BRIAN SULLIVAN, NIGHTLY BUSINESS REPORT CORRESPONDENT: Saudi Arabia’s oil minister was all smiles as he entered Sunday’s big meeting in Doha, Qatar. Then the bottom dropped out.

Eleven of 13 OPEC members, along with Russia and other major oil-producing nations, gathered here in this small country along the Persian Gulf to try and agree on a deal that would limit their total oil output with an eye towards stabilizing prices. But as the meeting dragged on with no deal, an environment one participant told us was, quote, “very tense,” hopes faded. And after about 12 hours of negotiation, the Qatari oil minister came out to tell the horde of reporters that no deal was struck.

MOHAMMED BIN SALEH AL-SADA, QATAR ENERGY & INDUSTRY MINISTER: The meeting concluded that we all need time for further consultation and from now until June meeting in OPEC.

SULLIVAN: It appears that, ultimately, longstanding tensions between Saudi Arabia and Iran may have scuttled any chance for that deal. Iran chose not to attend the summit, hinting that they viewed it as unfair other OPEC members are trying to limit their own output at high levels while essentially forcing Iran to cap production well below what that nation is capable of producing.

Despite Iran’s absence, those in Doha were still optimistic a deal could be struck. However, Nigeria’s oil minister told us Iran’s absence was a key reason any deal failed.

EMMANUEL IBE KACHIKWU, NIGERIAN OIL MINISTER: There were some members of OPEC who felt in the absence of Iran, unless Iran could obligate to go with the general pack, then it wasn’t going to be effective. So, we just — we went back and forth, trying to work alignment. But it was clear that unless you had everybody in the ballpark, it doesn’t matter what we agree.

SULLIVAN: Kachikwu added that there is no other special meeting planned between now and the next official OPEC meeting on June 2nd in Austria, which all leaves Saudi Arabia, Iran, and the other major oil-producing nations of the world free to pump out as much oil as they can, leaving the globe still oversupplied and oil prices vulnerable.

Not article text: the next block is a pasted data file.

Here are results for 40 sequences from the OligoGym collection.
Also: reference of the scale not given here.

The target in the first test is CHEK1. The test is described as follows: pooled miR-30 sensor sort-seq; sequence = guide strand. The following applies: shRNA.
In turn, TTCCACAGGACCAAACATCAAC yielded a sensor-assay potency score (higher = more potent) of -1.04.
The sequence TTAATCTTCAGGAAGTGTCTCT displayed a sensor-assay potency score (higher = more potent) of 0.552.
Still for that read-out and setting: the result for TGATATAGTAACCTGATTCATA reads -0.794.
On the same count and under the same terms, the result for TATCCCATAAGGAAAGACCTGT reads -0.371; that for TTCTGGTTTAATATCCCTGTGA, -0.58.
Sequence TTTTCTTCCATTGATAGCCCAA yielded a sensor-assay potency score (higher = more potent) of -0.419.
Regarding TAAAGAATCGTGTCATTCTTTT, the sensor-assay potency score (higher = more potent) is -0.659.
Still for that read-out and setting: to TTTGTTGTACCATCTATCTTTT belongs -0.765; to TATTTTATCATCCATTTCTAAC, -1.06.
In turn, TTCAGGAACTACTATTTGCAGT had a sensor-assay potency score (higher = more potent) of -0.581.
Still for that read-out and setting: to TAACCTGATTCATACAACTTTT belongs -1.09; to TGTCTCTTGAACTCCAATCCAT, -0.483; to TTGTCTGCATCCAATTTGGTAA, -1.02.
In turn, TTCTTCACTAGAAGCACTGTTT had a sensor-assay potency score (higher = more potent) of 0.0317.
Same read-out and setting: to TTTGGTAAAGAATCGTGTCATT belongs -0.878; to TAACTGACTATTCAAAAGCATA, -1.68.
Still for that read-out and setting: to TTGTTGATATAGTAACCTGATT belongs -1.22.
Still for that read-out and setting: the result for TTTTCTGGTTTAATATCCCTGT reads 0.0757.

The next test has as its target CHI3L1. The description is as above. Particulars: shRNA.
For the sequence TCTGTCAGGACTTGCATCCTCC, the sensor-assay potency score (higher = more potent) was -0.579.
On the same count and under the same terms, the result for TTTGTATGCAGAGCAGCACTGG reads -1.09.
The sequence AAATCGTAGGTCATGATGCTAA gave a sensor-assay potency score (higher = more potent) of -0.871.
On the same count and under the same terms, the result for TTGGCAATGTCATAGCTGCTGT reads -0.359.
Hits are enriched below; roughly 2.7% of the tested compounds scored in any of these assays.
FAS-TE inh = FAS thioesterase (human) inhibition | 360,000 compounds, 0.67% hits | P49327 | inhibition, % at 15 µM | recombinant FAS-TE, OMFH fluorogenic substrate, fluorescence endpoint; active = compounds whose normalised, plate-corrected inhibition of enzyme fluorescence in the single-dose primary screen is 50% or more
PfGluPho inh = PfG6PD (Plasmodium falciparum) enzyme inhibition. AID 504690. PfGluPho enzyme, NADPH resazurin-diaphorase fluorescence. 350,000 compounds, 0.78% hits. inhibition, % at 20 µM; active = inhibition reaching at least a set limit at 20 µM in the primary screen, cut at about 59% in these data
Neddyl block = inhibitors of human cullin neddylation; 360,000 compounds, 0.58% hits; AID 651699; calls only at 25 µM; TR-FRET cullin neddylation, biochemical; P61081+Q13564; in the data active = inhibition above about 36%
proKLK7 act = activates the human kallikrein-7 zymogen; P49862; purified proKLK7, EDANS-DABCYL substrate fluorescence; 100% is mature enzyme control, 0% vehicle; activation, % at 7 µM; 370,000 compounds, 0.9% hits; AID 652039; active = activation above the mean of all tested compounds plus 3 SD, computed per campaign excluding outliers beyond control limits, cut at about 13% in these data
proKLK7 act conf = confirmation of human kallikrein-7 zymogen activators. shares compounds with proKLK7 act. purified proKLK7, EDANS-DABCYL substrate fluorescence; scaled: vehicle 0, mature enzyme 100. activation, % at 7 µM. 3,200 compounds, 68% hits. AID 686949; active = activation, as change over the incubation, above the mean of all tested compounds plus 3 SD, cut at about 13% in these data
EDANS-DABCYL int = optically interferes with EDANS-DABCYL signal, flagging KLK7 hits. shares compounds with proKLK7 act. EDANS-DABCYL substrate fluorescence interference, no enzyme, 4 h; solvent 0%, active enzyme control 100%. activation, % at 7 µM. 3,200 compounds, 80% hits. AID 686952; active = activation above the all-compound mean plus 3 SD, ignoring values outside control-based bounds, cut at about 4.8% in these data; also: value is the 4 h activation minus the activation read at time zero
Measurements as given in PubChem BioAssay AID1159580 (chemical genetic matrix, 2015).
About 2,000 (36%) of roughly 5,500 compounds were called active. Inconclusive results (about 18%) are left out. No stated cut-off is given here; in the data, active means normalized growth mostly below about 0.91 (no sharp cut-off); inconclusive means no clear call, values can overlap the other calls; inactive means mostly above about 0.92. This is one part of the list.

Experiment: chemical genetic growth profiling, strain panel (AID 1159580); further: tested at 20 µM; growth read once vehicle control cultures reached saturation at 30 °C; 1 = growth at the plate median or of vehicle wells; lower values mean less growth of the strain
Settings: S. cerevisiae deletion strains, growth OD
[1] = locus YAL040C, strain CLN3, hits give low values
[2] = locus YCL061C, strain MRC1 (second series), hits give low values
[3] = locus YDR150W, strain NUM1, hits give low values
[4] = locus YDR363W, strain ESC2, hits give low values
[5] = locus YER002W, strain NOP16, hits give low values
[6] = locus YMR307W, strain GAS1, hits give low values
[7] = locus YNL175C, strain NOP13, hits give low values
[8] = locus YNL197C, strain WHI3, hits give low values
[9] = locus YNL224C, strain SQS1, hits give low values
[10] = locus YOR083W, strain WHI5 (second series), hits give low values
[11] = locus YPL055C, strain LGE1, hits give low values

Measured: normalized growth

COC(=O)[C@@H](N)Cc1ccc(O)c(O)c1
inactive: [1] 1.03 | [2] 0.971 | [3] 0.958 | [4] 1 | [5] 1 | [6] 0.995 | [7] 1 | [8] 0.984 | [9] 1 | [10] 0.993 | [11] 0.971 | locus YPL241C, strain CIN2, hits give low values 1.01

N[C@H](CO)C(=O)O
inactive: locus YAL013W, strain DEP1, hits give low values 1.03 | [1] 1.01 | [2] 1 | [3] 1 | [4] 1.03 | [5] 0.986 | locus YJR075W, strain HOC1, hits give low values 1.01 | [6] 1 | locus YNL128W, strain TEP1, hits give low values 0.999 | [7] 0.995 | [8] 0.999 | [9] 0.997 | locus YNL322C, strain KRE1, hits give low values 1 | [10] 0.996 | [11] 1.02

For NIGHTLY BUSINESS REPORT, I’m Brian Sullivan in Doha, Qatar.


MATHISEN: The failure of producers to agree on a plan to curb global supply was partly offset at least for today by a strike in Kuwait by oil workers there. The nation’s output was cut in half today, helping support oil prices.

Hadley Gamble in Kuwait has more on the worker demand.


HADLEY GAMBLE, NIGHTLY BUSINESS REPORT CORRESPONDENT: A second day of strikes by oil and gas workers in Kuwait served to offset much of the price depression following failed talks between OPEC and non-OPEC producers over the weekend in Doha. But that bounce in prices could be short-lived. Kuwaiti production was slashed by 60 percent on Sunday as thousands of unionized workers refused to come into work.

But Kuwaiti officials now say they plan to return production to normal levels in the coming days in spite of the strike. Members of Kuwait’s 13,000-strong oil and gas union are protesting cuts to wages and benefits as the oil-producing sovereign looks to tighten its budget. While many expat workers remain on the job, the Kuwaiti government is taking a hard line with the strikers, threatening to bring in more workers from abroad to fill in the gaps, as well as take legal action.

An official statement released earlier today even charged union members with threatening national security. But even if the protests are short-lived, it’s clear the country’s main source of income was easily put at risk and that can’t be anything other than a cautionary tale for other gulf oil producers like Saudi Arabia, the UAE, as well as Bahrain.

For NBR in Kuwait, I’m Hadley Gamble.


HERERA: Saudi Arabia is the world’s largest exporter of crude and its relationship with the U.S. has always been complicated. Now, it may be more so. Saudi Arabia is threatening to sell hundreds of billions of dollars in American assets if Congress passes a bill that would allow victims of terror attacks in the U.S. to sue foreign governments if found responsible.

At issue here are documents about the 9/11 attacks which are still sealed and which many believe could implicate the Saudis.

David Malpass, president of his own economic research firm, Encima Global, joins us now.

Good to see you as always, David. Welcome.


HERERA: Let’s start, first of all, with the economic implications. Saudi Arabia’s threatening to sell off an enormous trove of U.S. securities, among other assets. What would be the implications if they started to do that unwinding process?

MALPASS: I think it would be negative. I know people are saying, oh, well, it just would be money moving around. But it’s unusual given the size of the Saudi assets. They hold a lot of U.S. treasuries.

It’s been characterized as blackmail or a threat. But really what I think they’re saying is that if these issues are settled in U.S. courts and that opens us up to litigation, we’ll have to move our assets away.

MATHISEN: They would be worried, I assume, of a court — about a court order that would freeze their holdings of U.S. treasury securities. So, they’re basically saying, if they — if Congress passes this the law that would potentially allow them to be sued in U.S. courts about 9/11 responsibility, they want to sell now and ask questions later, right?